I used to live in Buenos Aires, Argentina. This huge city has a crazy nightlife and a young vibrant community of self-made, self-taught ‘anything’. In spite of the economical constraints and political clashes, people try hard to find not just profit, but also purpose.
Art as all art, photography provides a sense of relief, exploration and expression. It was in this context that I made my first attempt to purchase the MEIKAI EL. As there is no international retailer and importing goods from the rest of the world proves unattainable, I bought the good to a professor, merely to socialise and exchange views, attracted by the low price tag. The decisive encounter took place at an address unfamiliar to me and as usual, I had carefully investigated how to combine commute in order to avoid risky areas.
I knew that city like the back of my hand but little did I know, that at the address lied a small old-fashioned bar, the bar of the museum of photography. An unassuming one, full of old cameras, like a market fair. Each of them had a story. I was astonished, I have never seen such a collection. The professor who later on became my mentor, explained that he was part of an odd group of friends, all pinhole amateurs. I did not know what that meant. He showed me some images, then some home-made cans and weird artifacts. He was in his 70s, that has been and still is his passion. We talked a lot. I learnt more in that afternoon than in many books. He handed me the camera, did not want any money. He said, ‘this is not just a camera, it is how you let the world in’.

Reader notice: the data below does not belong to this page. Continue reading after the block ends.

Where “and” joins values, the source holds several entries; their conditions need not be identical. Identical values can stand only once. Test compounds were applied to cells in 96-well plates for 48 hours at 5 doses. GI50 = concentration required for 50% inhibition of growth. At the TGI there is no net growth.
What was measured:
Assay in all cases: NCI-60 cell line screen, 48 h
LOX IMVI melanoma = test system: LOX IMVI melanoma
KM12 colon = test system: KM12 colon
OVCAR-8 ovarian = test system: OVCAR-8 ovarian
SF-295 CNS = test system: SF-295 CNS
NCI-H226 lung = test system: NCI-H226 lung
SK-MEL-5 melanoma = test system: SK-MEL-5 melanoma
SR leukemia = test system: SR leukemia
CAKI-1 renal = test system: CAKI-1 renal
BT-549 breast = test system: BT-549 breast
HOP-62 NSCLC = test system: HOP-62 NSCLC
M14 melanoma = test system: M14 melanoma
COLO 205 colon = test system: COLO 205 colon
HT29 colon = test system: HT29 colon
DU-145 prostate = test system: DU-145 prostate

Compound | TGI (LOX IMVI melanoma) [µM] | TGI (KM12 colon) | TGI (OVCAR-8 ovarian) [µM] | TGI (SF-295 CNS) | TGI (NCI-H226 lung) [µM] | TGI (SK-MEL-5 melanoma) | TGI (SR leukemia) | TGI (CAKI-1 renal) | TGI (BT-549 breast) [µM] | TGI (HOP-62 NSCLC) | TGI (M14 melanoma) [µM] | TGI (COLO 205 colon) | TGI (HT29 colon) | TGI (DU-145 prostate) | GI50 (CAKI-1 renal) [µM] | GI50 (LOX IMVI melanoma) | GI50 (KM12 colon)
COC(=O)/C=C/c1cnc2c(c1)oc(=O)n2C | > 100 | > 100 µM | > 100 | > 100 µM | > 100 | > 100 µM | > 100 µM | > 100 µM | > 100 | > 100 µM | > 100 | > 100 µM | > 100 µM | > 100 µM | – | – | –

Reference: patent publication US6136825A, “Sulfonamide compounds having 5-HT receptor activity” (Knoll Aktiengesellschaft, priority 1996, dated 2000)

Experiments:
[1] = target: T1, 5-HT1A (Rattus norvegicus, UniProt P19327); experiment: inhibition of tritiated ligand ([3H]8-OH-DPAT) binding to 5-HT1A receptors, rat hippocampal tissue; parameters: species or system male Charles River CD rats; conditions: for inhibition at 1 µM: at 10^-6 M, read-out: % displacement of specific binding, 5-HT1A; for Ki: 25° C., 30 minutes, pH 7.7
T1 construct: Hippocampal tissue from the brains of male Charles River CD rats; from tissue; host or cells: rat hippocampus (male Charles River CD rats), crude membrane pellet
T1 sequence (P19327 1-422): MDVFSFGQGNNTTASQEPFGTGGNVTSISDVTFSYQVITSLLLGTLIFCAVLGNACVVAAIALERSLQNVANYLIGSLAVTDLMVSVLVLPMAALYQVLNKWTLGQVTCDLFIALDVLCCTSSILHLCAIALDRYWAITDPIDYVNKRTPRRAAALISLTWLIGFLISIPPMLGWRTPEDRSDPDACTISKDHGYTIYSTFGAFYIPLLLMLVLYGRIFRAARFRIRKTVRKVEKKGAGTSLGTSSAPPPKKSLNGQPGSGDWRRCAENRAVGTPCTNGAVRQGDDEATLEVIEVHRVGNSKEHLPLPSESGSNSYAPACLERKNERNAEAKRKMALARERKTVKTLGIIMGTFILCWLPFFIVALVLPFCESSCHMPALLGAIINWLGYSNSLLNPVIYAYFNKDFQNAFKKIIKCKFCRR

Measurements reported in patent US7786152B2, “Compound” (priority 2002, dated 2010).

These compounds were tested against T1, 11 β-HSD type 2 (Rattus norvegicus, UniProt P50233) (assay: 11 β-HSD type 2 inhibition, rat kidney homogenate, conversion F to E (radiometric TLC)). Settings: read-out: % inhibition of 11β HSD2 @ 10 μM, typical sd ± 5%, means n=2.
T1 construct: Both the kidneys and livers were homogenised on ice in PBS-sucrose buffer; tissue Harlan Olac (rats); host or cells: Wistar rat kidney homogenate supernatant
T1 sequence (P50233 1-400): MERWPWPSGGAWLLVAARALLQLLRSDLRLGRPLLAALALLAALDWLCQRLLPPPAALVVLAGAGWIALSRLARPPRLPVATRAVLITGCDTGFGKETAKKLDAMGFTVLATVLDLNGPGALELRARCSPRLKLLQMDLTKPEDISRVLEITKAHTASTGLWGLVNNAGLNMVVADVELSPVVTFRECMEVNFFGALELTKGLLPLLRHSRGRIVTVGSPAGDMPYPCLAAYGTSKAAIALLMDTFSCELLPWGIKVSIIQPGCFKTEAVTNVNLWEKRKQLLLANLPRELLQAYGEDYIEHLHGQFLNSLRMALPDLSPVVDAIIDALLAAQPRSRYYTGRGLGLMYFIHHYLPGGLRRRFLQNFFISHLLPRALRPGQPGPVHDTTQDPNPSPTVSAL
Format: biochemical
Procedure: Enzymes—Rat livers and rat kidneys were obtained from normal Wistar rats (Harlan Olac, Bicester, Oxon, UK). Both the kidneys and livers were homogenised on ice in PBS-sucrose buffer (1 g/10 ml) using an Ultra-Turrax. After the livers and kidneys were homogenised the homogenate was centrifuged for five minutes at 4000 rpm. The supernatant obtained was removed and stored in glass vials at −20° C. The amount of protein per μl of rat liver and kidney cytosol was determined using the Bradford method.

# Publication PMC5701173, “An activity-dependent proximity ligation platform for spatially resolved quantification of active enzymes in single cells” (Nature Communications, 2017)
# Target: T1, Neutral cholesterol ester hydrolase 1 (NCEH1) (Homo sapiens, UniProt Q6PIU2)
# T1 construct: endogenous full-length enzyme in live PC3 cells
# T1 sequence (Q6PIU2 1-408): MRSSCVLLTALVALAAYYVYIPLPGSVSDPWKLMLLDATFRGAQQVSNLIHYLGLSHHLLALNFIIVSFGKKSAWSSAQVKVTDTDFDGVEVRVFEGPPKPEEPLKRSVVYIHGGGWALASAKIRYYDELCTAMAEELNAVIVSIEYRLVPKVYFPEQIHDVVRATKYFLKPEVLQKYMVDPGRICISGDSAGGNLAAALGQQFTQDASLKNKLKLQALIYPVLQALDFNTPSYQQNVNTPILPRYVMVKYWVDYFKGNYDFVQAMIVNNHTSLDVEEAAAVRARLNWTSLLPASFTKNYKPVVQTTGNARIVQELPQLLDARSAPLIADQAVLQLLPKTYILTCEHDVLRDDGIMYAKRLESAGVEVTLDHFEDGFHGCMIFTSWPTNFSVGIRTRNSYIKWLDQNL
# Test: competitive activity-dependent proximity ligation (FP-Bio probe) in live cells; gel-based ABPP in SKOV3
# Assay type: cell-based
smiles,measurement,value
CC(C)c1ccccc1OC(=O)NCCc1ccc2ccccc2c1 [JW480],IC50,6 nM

I took part of the photo reunions of his group ever since.
The photo reunions were in parks, full of moments for rest, observation, tips and delicious hand-made pastries. Negative images were scanned in the back of his fully light-proofed van. The wait, the warming up the papers and rolls, and liquids. The wait was a cure for anxiety.
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When I took these photos, a warm February day in the southern hemisphere, I was walking around ‘La Boca neighbourhood with the professor. I wanted to capture the river, the colours of the first migrant’s houses. I was carried away by the ever-present tango songs.
But as of the camera matters, I was not an expert, I could not advance the film properly, I did not know what the viewfinder would frame. I went home thinking that I had messed up my first colour film. I wanted to give it up altogether and resort to my hole-in-the-box-world.
Unaware, when scanning the negatives I saw I had made some accidental double exposures. I used them for an exhibition afterward. I kept trying and until this day I never let go.
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